“I would like to see this area become a formally recognised nature reserve and visitor destination. It should be developed in partnership with organisations like the RSPB who are already working there to support and nurture the local wildlife, such as the protected Little Tern which they are trying to re-establish. Together with the Tees Valley Wildlife Trust, Teesmouth Bird Club and INCA they should be engaged to develop proposals.

“Heritage assets such as the South Gare battery and the Teesmouth Lifeboat Station, both at the South Gare, could connect in to the wider steel heritage trail planned for the development area. There are lots of possibilities to protect the nature here and enhance access to make it a great visitor destination. In terms of how this can be achieved, I think a partnership of environmental groups and the local community with a stake in the area would be the best vehicle to deliver this. It would ensure that it is fully community led and that it benefits the local area. Some of the maintenance work would be a continuation of what TVWT and others are already doing. Other aspects, such as improvements to the road up to the South Gare, could be achieved through the managing group applying for grants. In the longer term, there is scope of the former lifeboat station to be reopened as a visitor’s centre, education hub or café, thereby helping to generate income.”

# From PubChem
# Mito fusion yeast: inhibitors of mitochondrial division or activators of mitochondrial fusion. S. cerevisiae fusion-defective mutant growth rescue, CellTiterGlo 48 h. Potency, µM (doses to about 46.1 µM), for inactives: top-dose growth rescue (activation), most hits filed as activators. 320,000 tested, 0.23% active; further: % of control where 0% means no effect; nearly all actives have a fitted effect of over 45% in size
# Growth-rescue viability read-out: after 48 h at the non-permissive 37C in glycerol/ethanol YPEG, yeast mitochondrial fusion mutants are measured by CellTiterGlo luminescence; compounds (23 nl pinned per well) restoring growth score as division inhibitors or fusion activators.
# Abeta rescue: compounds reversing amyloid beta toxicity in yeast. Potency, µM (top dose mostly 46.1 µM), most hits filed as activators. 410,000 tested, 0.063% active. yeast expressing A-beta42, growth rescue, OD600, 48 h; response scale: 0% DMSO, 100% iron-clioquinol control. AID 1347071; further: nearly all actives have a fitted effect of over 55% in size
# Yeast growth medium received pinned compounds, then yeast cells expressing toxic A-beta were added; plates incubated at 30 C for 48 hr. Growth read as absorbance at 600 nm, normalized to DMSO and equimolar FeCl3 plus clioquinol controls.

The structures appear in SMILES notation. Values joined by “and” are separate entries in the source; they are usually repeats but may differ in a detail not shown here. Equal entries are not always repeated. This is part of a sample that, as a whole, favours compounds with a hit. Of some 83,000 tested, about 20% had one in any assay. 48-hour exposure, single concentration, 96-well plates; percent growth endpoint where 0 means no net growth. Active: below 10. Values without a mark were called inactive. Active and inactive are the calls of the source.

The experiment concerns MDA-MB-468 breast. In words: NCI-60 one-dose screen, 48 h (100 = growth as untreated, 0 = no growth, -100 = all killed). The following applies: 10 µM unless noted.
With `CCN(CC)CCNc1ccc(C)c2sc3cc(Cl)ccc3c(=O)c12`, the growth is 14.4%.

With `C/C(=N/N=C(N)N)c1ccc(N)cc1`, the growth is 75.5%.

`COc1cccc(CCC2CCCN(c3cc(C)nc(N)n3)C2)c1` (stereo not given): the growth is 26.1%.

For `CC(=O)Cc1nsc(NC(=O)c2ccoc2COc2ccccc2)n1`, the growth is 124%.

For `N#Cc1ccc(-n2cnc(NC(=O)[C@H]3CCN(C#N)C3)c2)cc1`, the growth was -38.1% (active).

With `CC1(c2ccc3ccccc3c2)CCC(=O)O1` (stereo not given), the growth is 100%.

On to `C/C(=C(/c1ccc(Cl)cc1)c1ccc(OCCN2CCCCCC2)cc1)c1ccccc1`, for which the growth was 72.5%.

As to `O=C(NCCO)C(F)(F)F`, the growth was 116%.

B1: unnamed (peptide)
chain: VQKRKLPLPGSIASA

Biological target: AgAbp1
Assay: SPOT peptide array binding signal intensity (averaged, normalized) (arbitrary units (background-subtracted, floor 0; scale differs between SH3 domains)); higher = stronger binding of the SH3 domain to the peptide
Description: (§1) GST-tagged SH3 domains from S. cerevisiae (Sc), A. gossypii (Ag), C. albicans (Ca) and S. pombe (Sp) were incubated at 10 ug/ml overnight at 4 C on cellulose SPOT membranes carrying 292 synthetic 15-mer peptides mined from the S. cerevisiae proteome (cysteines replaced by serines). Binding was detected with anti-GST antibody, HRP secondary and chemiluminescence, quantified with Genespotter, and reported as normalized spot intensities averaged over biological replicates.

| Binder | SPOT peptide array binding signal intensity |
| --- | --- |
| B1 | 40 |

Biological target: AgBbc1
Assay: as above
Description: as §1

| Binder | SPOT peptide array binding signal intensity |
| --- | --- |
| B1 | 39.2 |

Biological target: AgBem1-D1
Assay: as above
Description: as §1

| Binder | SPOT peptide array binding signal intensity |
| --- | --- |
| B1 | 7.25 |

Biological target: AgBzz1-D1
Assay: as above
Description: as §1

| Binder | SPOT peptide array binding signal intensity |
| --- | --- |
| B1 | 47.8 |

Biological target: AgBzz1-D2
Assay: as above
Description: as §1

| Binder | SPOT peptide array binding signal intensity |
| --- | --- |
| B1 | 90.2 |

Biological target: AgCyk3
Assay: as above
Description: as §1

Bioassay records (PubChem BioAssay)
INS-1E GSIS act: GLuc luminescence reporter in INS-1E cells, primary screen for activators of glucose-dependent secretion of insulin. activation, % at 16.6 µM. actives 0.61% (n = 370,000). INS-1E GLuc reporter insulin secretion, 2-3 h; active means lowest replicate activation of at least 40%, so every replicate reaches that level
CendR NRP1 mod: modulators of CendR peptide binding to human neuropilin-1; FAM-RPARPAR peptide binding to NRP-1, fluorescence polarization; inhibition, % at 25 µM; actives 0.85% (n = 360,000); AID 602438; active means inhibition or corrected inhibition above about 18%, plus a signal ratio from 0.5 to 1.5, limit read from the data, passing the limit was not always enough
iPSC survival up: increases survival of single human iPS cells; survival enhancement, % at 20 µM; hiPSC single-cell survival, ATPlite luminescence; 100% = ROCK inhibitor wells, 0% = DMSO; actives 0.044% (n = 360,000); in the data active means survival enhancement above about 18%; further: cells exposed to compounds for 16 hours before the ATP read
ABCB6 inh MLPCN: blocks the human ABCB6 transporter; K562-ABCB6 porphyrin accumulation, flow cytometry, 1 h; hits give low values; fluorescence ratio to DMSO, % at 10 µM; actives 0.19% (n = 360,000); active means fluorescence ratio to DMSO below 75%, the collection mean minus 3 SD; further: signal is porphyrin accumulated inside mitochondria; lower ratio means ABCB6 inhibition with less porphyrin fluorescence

David Braithwaite, Senior Site Manager at RSPB Saltholme near Stockton-On-Tees said:

“The River Tees estuary is home to some very special wildlife and this project at South Gare offers the prospect of really making a difference in securing a wonderful nature reserve for people to enjoy. The RSPB is in full support of ensuring that nature is cared for. We see 80,000 visitors a year to Saltholme on the other side of the river to South Gare and I can quite see that the Gare will be similarly popular. The exciting plans will see visitors carefully managed to ensure that the beautiful flowers, dynamic insects, magnificent seabirds and all the rest flourish while people learn to appreciate and value the fabulous diversity.”

 

Anna's full submission to the STDC masterplan consultation can be read here.

 

Additional information on the South Gare:

The land is a coastal strip at the mouth of the River Tees and runs alongside the steelworks site. It is a natural beauty spot, currently used by fisherman, dog walkers, bird watchers and others. The South Gare’s bird list of more than 260 species is the best for any site in the region and the Industry Nature Conservation Association (INCA) working with the Royal Society for the Protection of Birds (RSPB) are currently trying to attract the return of Little Terns.

Other features include the remains of South Gare Battery, built in 1891 as part of the Palmerston defence programme; traditional fishermen’s huts and boats in Paddy’s Hole harbour; the remains of a lifeboat station which has existed since 1829 when the RNLI was founded; and the South Gare Lighthouse, built in 1884 at the end of the breakwater.

Photo: Anna viewing Little Terns nesting near Redcar (Photo credit: Tim Melling, RSPB https://www.flickr.com/photos/timmelling/)